We queued for half a lifetime, and managed to place our order about a second before the decision was made to close the kitchen. An hour or so later our food arrived, our choice of roast complete with 8 other vegetables, roasties, yorkshire pudding and tons of gravy. Delicious! We ate quickly, then took our drinks with us as we had to drop Lucy and Andy at the coach station. We walked through the eco-village and Strawberry Hill, emerging by the allotments just in time for a toilet stop at the house and a sprint to the station.
A great weekend, topped off by the fact that we'll meet again next week in Cornwall. Nothing like family and friends, short weeks and long weekends!

Coombe Dingle

It's great to discover a new part of a city you've known for 10 years.
On Wednesday after work I was waiting to hear how I'd done in an interview (very well, but not well enough), and to kill time we decided to drop back a laptop I'd borrowed near to Coombe Dingle, go for a walk and eat out.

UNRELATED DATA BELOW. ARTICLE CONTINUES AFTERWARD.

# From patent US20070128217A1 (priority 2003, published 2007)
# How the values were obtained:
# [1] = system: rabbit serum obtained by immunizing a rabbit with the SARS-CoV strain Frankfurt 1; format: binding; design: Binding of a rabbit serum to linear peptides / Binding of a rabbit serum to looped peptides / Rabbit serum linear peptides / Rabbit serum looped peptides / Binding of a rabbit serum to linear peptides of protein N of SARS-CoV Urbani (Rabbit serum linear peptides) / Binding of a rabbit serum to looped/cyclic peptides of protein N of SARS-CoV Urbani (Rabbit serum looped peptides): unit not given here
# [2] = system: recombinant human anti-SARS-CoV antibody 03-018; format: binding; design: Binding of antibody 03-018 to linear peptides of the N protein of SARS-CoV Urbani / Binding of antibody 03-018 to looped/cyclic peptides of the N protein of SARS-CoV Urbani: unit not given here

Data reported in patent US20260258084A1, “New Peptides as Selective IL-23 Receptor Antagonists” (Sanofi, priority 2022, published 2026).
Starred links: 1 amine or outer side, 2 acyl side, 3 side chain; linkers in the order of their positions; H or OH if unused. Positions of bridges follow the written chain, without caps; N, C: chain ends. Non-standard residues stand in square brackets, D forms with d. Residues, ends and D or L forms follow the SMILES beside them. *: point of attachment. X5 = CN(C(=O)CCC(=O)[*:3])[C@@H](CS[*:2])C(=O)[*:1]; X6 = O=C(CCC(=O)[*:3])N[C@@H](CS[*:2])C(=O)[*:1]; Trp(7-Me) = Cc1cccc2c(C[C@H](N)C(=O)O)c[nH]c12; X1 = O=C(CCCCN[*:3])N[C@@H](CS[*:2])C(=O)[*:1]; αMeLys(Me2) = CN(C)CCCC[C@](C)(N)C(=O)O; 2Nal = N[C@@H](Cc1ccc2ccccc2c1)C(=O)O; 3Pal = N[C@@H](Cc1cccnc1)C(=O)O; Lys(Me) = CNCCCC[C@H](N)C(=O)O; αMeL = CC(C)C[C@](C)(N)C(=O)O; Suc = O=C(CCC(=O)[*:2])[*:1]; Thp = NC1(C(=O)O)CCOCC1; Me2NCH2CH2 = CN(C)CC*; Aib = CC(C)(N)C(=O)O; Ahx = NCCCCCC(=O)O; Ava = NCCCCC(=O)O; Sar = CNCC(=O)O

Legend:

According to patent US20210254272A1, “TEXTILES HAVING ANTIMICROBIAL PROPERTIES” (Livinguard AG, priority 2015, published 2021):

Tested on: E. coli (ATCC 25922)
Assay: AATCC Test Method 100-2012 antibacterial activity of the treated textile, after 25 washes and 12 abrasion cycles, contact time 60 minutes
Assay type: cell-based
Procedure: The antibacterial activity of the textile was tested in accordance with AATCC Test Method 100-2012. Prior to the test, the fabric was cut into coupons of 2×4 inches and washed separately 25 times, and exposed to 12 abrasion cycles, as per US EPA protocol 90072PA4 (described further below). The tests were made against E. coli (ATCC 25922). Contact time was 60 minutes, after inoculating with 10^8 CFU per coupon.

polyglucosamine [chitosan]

I was exhausted and frazzled, and couldn't handle too much exertion, but we managed a gentle meander around Coombe Dingle Estate, which leads to Blaise Castle. With knotted tree roots, ancient bridges and people making fires, it felt fitting for an escape.
Then we ate in a pub on Whiteladies Road and decided to move in together, and I felt a lot better.

Sunday, 5 June 2011

Keynsham

I am lucky enough to have a friend who lives on a boat, phones me up on a sunny day and invites me for lunch and trip down the river. She is based in Keynsham, so that's where I went on Saturday.
It was a really hot day, but a little windy with some clouds, so it was perfect really. The first task was to get the boat out of the marina, which involved one person steering and two people with mops in hand to brace the boat against any other boats before we crashed into them. It was nice to feel needed. Once safely out of the marina I sat outside and relaxed. Well, relaxed as much as is possible with low flying geese coming at full speed towards you! We chugged along past swans and signets, ducks and ducklings, until we got to Bitton, where we pulled up next to a pontoon for a lovely chicken salad lunch.